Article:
Chameleons inspire new multicolor 3D-printing technology

(Nanowerk News) Inspired by the color-changing ability of chameleons, researchers developed a sustainable technique to 3D-print multiple, dynamic colors from a single ink.
“By designing new chemistries and printing processes, we can modulate structural color on the fly to produce color gradients not possible before,” said Ying Diao, an associate professor of chemistry and chemical and biomolecular engineering at the University of Illinois Urbana-Champaign and a researcher at the Beckman Institute for Advanced Science and Technology.
The study will appear in the journal Proceedings of the National Academy of Sciences ("Direct-Ink-Write Crosslinkable Bottlebrush Block Polymers for On-the-fly Control of Structural color").
3D printed chameleon
Inspired by the color-changing abilities of chameleons, researchers developed a dynamic and sustainable color-changing ink seen in this 3D printed chameleon illustration created by the research team. (Image: Sanghyun Jeon, Diao Lab)
“This work is a great illustration of the power of collaboration,” said coauthor Damien Guironnet, an associate professor of chemical and biomolecular engineering.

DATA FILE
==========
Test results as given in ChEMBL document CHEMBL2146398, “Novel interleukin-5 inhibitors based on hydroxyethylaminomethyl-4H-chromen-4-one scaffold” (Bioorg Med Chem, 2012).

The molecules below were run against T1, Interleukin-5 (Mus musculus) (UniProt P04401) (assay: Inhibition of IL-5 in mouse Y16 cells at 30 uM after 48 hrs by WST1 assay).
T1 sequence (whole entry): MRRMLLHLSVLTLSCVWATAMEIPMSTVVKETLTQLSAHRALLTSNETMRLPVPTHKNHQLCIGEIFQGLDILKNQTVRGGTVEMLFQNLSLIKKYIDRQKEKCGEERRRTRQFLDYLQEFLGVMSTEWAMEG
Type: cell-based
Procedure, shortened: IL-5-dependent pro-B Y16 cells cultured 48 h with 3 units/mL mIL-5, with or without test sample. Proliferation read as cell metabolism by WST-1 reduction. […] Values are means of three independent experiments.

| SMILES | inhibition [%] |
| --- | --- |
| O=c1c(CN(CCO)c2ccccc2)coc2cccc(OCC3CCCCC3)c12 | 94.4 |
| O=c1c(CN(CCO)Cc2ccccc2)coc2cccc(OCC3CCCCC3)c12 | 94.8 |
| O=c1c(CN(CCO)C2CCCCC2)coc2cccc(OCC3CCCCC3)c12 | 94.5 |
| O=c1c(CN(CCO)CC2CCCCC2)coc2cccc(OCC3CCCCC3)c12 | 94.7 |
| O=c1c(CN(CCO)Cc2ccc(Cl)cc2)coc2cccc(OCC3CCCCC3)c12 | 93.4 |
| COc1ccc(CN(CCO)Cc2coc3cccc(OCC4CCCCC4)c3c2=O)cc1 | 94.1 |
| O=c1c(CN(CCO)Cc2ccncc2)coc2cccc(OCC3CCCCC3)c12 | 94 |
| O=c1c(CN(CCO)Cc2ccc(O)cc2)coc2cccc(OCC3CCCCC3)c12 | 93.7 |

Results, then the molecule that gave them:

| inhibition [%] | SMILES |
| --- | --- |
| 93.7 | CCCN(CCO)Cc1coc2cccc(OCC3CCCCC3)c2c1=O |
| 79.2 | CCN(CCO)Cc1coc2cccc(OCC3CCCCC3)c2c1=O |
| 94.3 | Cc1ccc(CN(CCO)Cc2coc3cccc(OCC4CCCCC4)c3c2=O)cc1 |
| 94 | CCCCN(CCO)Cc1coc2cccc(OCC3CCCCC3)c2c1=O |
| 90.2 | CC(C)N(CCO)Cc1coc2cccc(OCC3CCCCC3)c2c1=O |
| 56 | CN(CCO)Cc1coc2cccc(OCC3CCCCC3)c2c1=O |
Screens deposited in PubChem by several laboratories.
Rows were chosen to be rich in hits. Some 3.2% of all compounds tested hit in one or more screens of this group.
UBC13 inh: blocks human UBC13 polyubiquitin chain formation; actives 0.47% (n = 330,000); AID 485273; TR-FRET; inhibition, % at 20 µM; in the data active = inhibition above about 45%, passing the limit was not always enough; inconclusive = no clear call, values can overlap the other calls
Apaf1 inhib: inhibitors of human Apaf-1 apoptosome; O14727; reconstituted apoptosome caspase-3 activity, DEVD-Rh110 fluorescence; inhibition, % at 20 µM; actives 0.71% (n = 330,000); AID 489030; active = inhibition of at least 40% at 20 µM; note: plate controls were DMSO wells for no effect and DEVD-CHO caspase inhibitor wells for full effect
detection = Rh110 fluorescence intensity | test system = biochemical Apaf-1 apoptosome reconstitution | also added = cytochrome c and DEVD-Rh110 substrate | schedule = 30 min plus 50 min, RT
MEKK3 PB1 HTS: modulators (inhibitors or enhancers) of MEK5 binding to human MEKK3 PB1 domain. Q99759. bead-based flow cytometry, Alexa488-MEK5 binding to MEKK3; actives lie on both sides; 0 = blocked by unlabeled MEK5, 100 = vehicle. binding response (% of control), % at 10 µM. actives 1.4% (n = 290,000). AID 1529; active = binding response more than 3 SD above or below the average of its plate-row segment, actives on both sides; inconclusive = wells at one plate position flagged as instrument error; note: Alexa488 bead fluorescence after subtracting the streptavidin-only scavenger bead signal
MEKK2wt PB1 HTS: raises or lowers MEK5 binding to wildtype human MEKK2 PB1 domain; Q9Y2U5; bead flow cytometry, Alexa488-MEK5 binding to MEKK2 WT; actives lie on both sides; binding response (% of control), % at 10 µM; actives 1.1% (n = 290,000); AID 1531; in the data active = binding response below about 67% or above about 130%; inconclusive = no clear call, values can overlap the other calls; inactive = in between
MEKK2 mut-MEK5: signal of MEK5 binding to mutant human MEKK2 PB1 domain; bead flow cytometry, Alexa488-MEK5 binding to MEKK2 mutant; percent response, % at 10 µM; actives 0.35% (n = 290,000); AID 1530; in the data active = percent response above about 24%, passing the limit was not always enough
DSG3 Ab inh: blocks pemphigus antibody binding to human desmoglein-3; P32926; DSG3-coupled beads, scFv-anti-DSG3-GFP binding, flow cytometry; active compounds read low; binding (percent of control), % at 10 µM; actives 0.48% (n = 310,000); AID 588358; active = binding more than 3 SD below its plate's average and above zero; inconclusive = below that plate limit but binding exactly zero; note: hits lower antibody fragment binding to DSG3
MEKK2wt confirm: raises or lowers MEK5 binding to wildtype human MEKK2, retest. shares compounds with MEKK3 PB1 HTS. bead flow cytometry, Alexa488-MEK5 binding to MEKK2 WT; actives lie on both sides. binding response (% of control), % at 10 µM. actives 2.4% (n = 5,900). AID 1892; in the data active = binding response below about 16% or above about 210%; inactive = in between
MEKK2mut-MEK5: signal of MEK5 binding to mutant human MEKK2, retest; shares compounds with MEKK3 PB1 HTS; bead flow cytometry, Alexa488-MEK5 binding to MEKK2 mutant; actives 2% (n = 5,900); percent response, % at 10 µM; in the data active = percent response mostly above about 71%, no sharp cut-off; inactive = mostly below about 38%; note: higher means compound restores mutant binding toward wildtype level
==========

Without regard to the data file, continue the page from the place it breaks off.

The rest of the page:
In this study, Diao and her colleagues present a UV-assisted direct-ink-write 3D printing approach capable of altering structural color during the printing process by tuning light to control evaporative assembly of specially designed crosslinking polymers.
“Unlike traditional colors which come from chemical pigments or dyes that absorb light, the structural colors abundant in many biological systems come from nano-textured surfaces that interfere with visible light. This makes them more vibrant and potentially more sustainable,” said Sanghyun Jeon, the lead author and a graduate student in the Diao Lab.
The researchers can produce structural colors in the visible wavelength spectrum from deep blue to orange. While an artist might use many different paints to achieve this color gradient, the research team uses a single ink and modifies how it is printed to create the color gradient.
“The work shows the benefit of us all having learned from each other by sharing our successes and challenges,” said coauthor Simon Rogers, an associate professor of chemical and biomolecular engineering.
“Only by working together could we design this system at the molecular level to yield such fascinating properties," said coauthor Charles Sing, an associate professor of chemical and biomolecular engineering and materials science and engineering.
Source: By Elizabeth Bello, University of Illinois Urbana-Champaign (Note: Content may be edited for style and length)